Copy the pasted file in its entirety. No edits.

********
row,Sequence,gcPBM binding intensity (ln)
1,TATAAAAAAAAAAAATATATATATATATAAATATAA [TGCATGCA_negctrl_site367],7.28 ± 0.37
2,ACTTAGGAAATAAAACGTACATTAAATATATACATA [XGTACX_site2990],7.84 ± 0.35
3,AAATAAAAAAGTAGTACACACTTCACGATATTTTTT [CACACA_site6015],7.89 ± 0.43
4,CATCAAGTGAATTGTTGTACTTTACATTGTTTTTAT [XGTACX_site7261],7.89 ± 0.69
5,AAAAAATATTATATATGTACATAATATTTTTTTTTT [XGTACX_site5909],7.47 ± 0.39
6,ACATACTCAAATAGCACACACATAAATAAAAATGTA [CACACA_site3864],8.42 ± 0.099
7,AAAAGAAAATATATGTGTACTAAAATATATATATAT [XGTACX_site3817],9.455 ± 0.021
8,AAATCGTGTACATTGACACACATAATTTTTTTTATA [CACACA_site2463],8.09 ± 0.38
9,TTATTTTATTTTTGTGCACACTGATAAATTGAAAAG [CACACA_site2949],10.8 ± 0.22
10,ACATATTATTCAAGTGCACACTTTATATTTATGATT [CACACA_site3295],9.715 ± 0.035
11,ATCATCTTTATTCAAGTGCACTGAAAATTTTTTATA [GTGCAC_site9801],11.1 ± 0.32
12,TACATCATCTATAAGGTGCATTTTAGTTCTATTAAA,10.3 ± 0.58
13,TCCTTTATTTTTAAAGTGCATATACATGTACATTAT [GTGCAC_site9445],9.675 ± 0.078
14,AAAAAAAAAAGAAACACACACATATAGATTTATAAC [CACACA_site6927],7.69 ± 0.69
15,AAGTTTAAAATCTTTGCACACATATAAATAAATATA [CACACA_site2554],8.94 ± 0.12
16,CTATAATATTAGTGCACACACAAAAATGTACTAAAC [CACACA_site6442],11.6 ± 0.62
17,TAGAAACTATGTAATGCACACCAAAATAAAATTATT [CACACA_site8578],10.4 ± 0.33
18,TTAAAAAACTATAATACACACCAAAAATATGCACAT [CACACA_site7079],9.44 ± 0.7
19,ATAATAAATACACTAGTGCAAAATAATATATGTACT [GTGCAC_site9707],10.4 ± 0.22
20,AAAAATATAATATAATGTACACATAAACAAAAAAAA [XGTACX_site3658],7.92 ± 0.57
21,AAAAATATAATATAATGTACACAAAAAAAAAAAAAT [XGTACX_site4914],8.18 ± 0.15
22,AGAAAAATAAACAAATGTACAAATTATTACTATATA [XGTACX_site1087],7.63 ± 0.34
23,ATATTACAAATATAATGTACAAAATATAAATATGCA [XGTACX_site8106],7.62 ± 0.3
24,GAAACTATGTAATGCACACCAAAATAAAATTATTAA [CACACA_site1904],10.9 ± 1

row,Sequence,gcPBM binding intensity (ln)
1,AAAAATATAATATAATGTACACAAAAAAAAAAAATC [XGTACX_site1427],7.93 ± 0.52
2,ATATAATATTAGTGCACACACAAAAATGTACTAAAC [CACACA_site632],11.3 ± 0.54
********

row,Sequence,gcPBM binding intensity (ln)
1,TATAAAAAAAAAAAATATATATATATATAAATATAA [TGCATGCA_negctrl_site367],7.28 ± 0.37
2,ACTTAGGAAATAAAACGTACATTAAATATATACATA [XGTACX_site2990],7.84 ± 0.35
3,AAATAAAAAAGTAGTACACACTTCACGATATTTTTT [CACACA_site6015],7.89 ± 0.43
4,CATCAAGTGAATTGTTGTACTTTACATTGTTTTTAT [XGTACX_site7261],7.89 ± 0.69
5,AAAAAATATTATATATGTACATAATATTTTTTTTTT [XGTACX_site5909],7.47 ± 0.39
6,ACATACTCAAATAGCACACACATAAATAAAAATGTA [CACACA_site3864],8.42 ± 0.099
7,AAAAGAAAATATATGTGTACTAAAATATATATATAT [XGTACX_site3817],9.455 ± 0.021
8,AAATCGTGTACATTGACACACATAATTTTTTTTATA [CACACA_site2463],8.09 ± 0.38
9,TTATTTTATTTTTGTGCACACTGATAAATTGAAAAG [CACACA_site2949],10.8 ± 0.22
10,ACATATTATTCAAGTGCACACTTTATATTTATGATT [CACACA_site3295],9.715 ± 0.035
11,ATCATCTTTATTCAAGTGCACTGAAAATTTTTTATA [GTGCAC_site9801],11.1 ± 0.32
12,TACATCATCTATAAGGTGCATTTTAGTTCTATTAAA,10.3 ± 0.58
13,TCCTTTATTTTTAAAGTGCATATACATGTACATTAT [GTGCAC_site9445],9.675 ± 0.078
14,AAAAAAAAAAGAAACACACACATATAGATTTATAAC [CACACA_site6927],7.69 ± 0.69
15,AAGTTTAAAATCTTTGCACACATATAAATAAATATA [CACACA_site2554],8.94 ± 0.12
16,CTATAATATTAGTGCACACACAAAAATGTACTAAAC [CACACA_site6442],11.6 ± 0.62
17,TAGAAACTATGTAATGCACACCAAAATAAAATTATT [CACACA_site8578],10.4 ± 0.33
18,TTAAAAAACTATAATACACACCAAAAATATGCACAT [CACACA_site7079],9.44 ± 0.7
19,ATAATAAATACACTAGTGCAAAATAATATATGTACT [GTGCAC_site9707],10.4 ± 0.22
20,AAAAATATAATATAATGTACACATAAACAAAAAAAA [XGTACX_site3658],7.92 ± 0.57
21,AAAAATATAATATAATGTACACAAAAAAAAAAAAAT [XGTACX_site4914],8.18 ± 0.15
22,AGAAAAATAAACAAATGTACAAATTATTACTATATA [XGTACX_site1087],7.63 ± 0.34
23,ATATTACAAATATAATGTACAAAATATAAATATGCA [XGTACX_site8106],7.62 ± 0.3
24,GAAACTATGTAATGCACACCAAAATAAAATTATTAA [CACACA_site1904],10.9 ± 1

row,Sequence,gcPBM binding intensity (ln)
1,AAAAATATAATATAATGTACACAAAAAAAAAAAATC [XGTACX_site1427],7.93 ± 0.52
2,ATATAATATTAGTGCACACACAAAAATGTACTAAAC [CACACA_site632],11.3 ± 0.54